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What changes should be made to family law?

These proposals let family law lawyers discuss and vote on what changes they think should be made to the law or court procedures. The results can be viewed and shared with legislators and the Courts. The proposals put forth are written by member lawyers, and do not necessarily reflect the views of this website or its administrators. You can view more proposals or make a proposal yourself.

Proposal: Spousal support should always terminate upon death, to instead be considered as a Family Maintenance & Support Claim
Spousal Support - Aug 15th

85% in favour out of 13 votes

Ken Proudman - view Arbitrator profile
BARR LLP (Alberta. Joined 2017)

Spousal support orders end on the death of the payor, unless they specifically state that the support is binding on the debtor's estate. Lippolt v Lippolt Estate, 2015 ABQB 118 at para 92 held that a separation agreement setting out spousal support can bind the estate as long as there's an enurement clause though. Support might even still be payable if the recipient dies, which is absurd.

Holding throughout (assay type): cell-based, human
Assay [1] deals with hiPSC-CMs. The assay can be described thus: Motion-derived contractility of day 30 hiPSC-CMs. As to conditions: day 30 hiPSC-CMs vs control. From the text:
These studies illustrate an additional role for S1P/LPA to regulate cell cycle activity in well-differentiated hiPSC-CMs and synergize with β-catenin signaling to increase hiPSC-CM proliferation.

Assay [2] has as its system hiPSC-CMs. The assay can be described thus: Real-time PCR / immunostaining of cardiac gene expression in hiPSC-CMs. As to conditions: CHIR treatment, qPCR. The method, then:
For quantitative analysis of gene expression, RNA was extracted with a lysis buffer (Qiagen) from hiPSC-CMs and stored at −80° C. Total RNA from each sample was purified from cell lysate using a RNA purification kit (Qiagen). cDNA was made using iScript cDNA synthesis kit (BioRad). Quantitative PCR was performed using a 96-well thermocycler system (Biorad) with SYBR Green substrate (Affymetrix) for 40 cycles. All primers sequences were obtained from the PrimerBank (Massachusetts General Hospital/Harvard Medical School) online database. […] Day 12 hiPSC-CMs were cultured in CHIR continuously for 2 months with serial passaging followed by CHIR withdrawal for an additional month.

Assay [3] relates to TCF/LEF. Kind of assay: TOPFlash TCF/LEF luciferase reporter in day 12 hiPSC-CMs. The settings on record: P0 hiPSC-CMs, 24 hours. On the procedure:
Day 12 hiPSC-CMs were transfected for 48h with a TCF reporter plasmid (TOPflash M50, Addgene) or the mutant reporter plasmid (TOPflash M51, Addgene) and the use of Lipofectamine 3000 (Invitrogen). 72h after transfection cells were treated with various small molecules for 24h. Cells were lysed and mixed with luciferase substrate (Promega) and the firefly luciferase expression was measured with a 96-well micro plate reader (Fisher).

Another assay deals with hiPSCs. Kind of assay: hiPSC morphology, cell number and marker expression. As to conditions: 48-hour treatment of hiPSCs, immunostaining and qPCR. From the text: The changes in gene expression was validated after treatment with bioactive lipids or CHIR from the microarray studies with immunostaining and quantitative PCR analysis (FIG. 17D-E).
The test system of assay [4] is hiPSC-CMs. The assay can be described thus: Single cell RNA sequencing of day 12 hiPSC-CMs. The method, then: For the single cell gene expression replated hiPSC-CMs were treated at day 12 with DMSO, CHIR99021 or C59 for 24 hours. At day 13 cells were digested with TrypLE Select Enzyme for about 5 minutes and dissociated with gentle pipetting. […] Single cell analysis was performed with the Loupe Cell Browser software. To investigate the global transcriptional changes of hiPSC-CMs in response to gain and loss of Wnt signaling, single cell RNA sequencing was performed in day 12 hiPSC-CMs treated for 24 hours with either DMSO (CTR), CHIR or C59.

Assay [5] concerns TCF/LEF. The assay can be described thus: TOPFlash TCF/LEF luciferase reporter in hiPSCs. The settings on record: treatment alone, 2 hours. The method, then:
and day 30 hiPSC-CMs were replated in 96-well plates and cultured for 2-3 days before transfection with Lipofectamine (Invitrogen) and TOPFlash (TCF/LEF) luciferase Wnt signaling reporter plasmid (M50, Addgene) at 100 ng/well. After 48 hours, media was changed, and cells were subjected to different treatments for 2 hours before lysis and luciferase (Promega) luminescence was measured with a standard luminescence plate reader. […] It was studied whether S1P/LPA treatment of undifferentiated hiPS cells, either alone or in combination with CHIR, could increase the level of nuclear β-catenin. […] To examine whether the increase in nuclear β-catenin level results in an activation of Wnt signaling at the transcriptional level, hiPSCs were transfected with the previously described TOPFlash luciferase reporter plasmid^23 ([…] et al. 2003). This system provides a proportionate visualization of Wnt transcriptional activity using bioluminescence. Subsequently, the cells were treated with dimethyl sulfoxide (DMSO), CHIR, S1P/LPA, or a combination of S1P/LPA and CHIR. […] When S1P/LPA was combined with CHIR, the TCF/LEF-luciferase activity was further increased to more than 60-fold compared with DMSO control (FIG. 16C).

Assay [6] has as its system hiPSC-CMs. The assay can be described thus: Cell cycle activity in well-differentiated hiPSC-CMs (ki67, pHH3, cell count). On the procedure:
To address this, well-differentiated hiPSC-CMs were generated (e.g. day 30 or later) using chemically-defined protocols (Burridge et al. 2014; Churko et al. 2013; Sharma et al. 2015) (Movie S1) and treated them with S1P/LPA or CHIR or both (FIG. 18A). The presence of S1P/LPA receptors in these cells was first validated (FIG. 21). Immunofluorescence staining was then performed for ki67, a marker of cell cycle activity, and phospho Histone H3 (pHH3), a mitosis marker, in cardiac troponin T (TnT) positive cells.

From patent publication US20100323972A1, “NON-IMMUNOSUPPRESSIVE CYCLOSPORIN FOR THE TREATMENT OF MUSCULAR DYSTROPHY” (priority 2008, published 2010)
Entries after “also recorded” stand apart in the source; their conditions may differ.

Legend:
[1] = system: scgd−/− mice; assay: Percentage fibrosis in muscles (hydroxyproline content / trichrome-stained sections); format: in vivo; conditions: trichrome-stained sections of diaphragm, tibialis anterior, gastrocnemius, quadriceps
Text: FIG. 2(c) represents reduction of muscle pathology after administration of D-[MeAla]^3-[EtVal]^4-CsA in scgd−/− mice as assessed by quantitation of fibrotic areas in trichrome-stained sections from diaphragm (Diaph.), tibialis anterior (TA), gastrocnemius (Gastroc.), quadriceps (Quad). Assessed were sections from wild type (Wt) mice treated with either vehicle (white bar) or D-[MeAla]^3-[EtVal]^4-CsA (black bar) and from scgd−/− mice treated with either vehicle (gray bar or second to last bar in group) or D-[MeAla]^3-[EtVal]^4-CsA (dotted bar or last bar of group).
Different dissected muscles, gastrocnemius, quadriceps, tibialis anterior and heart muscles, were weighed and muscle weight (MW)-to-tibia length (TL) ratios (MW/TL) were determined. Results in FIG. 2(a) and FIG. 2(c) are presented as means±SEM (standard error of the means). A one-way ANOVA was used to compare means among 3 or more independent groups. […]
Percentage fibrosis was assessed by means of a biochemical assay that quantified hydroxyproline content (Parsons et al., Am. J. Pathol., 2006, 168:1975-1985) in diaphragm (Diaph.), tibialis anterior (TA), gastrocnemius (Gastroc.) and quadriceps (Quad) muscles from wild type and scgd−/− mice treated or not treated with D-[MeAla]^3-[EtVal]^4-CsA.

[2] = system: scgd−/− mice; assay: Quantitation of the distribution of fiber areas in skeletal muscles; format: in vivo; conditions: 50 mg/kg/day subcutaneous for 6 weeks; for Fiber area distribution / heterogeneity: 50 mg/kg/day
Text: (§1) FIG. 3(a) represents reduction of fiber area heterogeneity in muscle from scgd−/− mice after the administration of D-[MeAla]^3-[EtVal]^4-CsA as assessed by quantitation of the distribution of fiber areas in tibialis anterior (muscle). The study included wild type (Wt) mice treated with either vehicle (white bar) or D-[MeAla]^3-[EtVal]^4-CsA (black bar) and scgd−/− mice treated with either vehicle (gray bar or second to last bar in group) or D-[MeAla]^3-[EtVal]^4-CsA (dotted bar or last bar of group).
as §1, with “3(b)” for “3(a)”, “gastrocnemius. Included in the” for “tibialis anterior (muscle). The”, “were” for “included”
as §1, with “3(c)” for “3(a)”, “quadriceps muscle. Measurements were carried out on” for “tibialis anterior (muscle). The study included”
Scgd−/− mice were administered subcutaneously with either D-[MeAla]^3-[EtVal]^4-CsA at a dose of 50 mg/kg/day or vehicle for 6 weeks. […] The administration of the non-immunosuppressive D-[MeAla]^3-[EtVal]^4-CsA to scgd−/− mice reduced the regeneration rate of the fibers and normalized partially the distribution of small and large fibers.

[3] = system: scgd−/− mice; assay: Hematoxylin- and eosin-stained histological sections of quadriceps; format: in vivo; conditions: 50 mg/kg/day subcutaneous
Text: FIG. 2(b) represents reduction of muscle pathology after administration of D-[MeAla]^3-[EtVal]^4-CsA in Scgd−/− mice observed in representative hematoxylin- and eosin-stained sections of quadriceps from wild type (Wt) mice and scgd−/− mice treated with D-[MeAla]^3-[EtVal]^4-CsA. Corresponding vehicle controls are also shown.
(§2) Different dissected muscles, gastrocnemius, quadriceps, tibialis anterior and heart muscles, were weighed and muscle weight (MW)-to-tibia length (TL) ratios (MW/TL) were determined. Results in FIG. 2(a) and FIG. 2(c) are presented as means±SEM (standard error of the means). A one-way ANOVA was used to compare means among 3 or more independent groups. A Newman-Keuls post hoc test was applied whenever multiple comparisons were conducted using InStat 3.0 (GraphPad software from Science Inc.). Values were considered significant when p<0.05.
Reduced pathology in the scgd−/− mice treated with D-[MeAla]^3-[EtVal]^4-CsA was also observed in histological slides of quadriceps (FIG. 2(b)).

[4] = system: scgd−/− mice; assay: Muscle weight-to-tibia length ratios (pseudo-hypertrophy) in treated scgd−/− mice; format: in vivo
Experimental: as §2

The issue is that if for example an agreement provides for spousal support of $3000 per month for 10 years, that's $360,000, which could be the entire estate, meaning that the former spouse could receive everything, even if there are dependent children from a new relationship.

Instead, they should be making a claim for Family Maintenance & Support against the estate. FMS claims look at the remaining property and try to find a way to fairly allocate it between all of the dependents. That way one dependent doesn't automatically get a leg up over the other dependents.

0 35 days ago - edited 35 days ago

David Miksha
Wells Family Law (Alberta. Joined 2018)

I see that proposal satisfying the Bracklow non-compensatory basis for Support. But regarding compensatory and contractual support, this would remove the remedy that a party bargained for. I also do not know of any fixed quantum and duration Support that would not also have some variation provisions. If Bracklow non-comp, needs-based Support was all that was recognized, I would say FMS would fill the void just fine.

0 31 days ago

Ken Proudman - view Arbitrator profile
BARR LLP (Alberta. Joined 2017)

Compensatory support isn't solely about economic disadvantages though, spousal support isn't a wage for housework, it's also about the payor unfairly retaining the economic advantages. So if the payor is dead, there's no longer any economic advantage that they're unfairly retaining, and if they've already divided property, then enforcing support against the estate is just double-dipping.

In relation to contractual support, if people really did intend that support would continue even if a spouse passed away, I would definitely support adhering to that intention. But I think that's generally not the case, or at least not a mutual intention. Usually contractual spousal support is just approximating what a court might order. If continued support after death was the intention, why not write that in the agreement?

0 31 days ago

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